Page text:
fig. a: one
fig. b: two
This has got to be one of the world's great combination punches: Sichuan chiles + Sichuan pepper. The first blow packing considerable amounts of heat, the second providing an odd numbing effect that allows one to somehow consume all that firepower. It's certainly one of our favorites, and last week when the two of us found ourselves feeling a bit under the weather, we knew that that lethal Sichuan kick was just what we needed. We also knew we wanted something brothy, something like Water-Boiled Beef, so we turned to our good friend Fuchsia Dunlop to see what she had to say.
If you're still unfamiliar with Dunlop's 2001 instant-classic Land of Plenty: Authentic Sichuan Recipes Personally Gathered in the Chinese Province of Sichuan (as we were until just a few months ago), and you love the searing heat and sophistication of real Sichuanese cuisine, you're in for a treat. Land of Plenty is a remarkably comprehensive cookbook that's honest, and forthright, and full of heart. Its opening section begins with a passionate and insightful introduction (our favorite part: the section on "Diffferent Food Traditions" that discusses homestyle cooking, street food, and banquet cooking [!]), continues with detailed and fascinating overviews on "basic cutting skills," "cooking methods," "equipment," and stocking "the Sichuanese pantry," and, really, the book never lets up. Seriously, just when you think Dunlop can't possibly have anything more to add, she drops in appendices on "the 23 flavors of Sichuan" (e.g. #4: hot and numbing flavor) and "the 56 cooking methods of Sichuan" (e.g. #6: bao: "explode frying").
With Dunlop as our guide, we'd been traveling through Land of Plenty for a number of months, but we'd yet to make her Water-boiled Beef, which she actually gives another name. If you've never experienced the full power of this benign-sounding dish, Dunlop's introduction sets the scene:
Sichuanese people joke that outsiders, wary of the fiery local flavors, order this dish in restaurants in the hope of eating something mild and soothing... In fact, it's sensationally hot... It's not for the faint-hearted, but if you have a taste for spicy food, it's fabulous, and perfect for a cold winter's day when you need firing up with energy and warmth. As they say in Sichuan, it'll make you pour with sweat, even on the coldest days of the year.
As a result, though Dunlop notes that the dish's name (shui zhu niu rou) simply means "beef boiled in water," she calls her version Boiled Beef Slices in a Fiery Sauce.*
Sound like fun? It is. You see, as if that Sichuan chile-Sichuan pepper one-two punch weren't enough, Water-boiled Beef's combo actually contains one last furnace blast: what Dunlop calls "lashings" of chili bean paste, a pungent, powerful chile and fava bean concoction.
fig. c: three
Don't settle for imitations. Look for the real thing. This brand's the best we've found here in Montreal.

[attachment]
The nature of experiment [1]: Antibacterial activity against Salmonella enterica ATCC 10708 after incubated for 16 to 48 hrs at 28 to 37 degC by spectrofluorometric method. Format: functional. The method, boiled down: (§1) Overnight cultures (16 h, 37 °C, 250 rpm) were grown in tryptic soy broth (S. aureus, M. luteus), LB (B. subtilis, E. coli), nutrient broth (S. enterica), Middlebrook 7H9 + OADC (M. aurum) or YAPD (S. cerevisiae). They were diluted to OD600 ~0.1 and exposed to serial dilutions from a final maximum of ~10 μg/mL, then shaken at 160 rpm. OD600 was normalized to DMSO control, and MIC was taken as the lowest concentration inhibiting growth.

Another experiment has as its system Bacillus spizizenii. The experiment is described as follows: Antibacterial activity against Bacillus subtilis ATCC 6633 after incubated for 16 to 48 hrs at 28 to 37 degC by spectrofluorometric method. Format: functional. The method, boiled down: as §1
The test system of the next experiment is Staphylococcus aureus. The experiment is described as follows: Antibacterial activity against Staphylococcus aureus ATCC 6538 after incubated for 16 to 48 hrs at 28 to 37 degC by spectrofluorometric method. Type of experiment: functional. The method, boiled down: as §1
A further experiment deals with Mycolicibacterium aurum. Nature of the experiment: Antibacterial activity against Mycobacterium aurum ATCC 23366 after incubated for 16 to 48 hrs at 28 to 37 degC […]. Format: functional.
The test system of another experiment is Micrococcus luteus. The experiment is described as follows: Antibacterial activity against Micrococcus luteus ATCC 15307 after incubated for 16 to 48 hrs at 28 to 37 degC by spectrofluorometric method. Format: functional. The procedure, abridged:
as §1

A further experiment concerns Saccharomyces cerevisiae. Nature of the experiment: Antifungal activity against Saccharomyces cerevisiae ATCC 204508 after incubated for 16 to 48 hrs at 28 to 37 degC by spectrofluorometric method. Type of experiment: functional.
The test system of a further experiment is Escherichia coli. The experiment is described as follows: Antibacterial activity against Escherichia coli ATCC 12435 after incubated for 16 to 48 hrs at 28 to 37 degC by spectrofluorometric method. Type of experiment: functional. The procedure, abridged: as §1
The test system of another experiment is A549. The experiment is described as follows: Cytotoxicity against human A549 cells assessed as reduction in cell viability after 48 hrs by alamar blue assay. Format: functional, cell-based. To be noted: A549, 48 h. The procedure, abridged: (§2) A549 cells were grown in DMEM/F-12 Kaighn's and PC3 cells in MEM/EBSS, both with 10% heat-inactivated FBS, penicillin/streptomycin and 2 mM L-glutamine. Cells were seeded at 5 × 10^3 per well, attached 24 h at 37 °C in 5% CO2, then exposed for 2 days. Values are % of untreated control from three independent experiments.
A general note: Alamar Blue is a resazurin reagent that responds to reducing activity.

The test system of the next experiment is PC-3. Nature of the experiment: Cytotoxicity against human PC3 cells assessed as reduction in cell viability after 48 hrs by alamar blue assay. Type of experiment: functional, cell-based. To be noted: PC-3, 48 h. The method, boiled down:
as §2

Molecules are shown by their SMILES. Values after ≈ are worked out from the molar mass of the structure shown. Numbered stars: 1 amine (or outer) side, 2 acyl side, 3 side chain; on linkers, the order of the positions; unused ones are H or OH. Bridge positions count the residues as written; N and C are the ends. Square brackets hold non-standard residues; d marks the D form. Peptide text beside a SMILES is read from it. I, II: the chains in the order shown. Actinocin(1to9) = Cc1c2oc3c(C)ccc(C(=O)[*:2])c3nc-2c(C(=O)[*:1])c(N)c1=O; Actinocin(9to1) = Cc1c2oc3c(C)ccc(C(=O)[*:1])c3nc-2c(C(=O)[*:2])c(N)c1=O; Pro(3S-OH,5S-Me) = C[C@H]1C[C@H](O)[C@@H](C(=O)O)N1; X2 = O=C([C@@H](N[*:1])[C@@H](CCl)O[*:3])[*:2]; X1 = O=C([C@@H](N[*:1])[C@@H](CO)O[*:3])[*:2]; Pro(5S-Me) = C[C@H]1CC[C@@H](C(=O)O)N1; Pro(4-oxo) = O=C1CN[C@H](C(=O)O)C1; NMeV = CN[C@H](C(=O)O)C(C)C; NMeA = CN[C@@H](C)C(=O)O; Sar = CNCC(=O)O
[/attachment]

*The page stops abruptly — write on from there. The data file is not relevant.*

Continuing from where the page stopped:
fig. d: Imperial Sichuan pepper
Also, if you haven't tried Philippe de Vienne's "Imperial" Sichuan pepper, we highly recommend that too. No other Sichuan pepper we've encountered is as potent or as floral.
And just how does one go about making Water-boiled beef? We're glad you asked.
1 head of celery (about 1 lb), fibrous outer edges removed, chopped into 2" x 1/2" sticks
4 scallions, gently crushed and chopped into matching 2" x 1/2" sticks
a small handful of Sichuan chiles (roughly 8-10), snipped in half, seeds removed
1 lb lean beef (flank steak, for instance), sliced against the grain into 1" x 2" strips
1 tbsp Shaoxing rice wine or medium-dry sherry
1/3 cup peanut oil
2 tsp Sichuan pepper
3 tbsp chili bean paste
3 cups chicken stock, preferably homemade
2 tsp dark soy sauce
6 tbsp cornstarch mixed with 6 tbsp cold water
Add 1/4 teaspoon of salt and the Shaoxing rice wine to the beef strips, mix well, and allow to marinate while you prepare the other ingredients.
Heat 3 tablespoons of oil in a wok until hot but not yet smoking. Add the chiles and the Sichuan pepper and stir-fry until fragrant and the chiles are just beginning to brown (taking care not to burn them, however). Immediately slide the spices into a bowl, leaving the oil in the wok. When they have cooled down a bit, transfer the spices to a cutting board and, using a cleaver, chop them finely, then set them aside.
Return the oily wok to the stove and heat over a high flame. When it begins to smoke, add the vegetables and stir-fry for a minute or two, adding 1/4-1/2 teaspoon salt to taste, until they are hot and just-cooked but still crunchy. Transfer the vegetables to the serving bowl.
Heat another 3 tablespoons of oil in the wok over a high flame, until just beginning to smoke. Turn the heat down to medium, add in the chili bean paste, and stir-fry for about 30 seconds, until the oil is red and fragrant. Add the stock and the dark soy sauce, season to taste with salt, and return to a boil over a high flame. Add the cornstarch mixture to the beef and stir well in one direction to coat all the pieces. When the sauce is boiling vigorously, carefully drop in the beef slices. Wait for the sauce to return to a boil and then use a pair of chopsticks to gently separate the slices. Simmer for a minute or so, until the beef is just cooked, and then spoon it onto the waiting vegetables. Pour the sauce over top.
Swiftly rinse out the wok and dry it well. Heat another 3-4 tablespoons of oil in the wok until smoking. Sprinkle the chopped chiles and the Sichuan pepper over the beef dish and then pour over the smoking oil, which should sizzle dramatically. If you move quickly, the dish should still be hissing and sizzling when you bring it to the table.
Serves two as a main dish, four with rice and two or three side dishes.
Did it work? You bet. That Water-boiled Beef was a knockout.
* See? What did I tell you? Honest and forthright.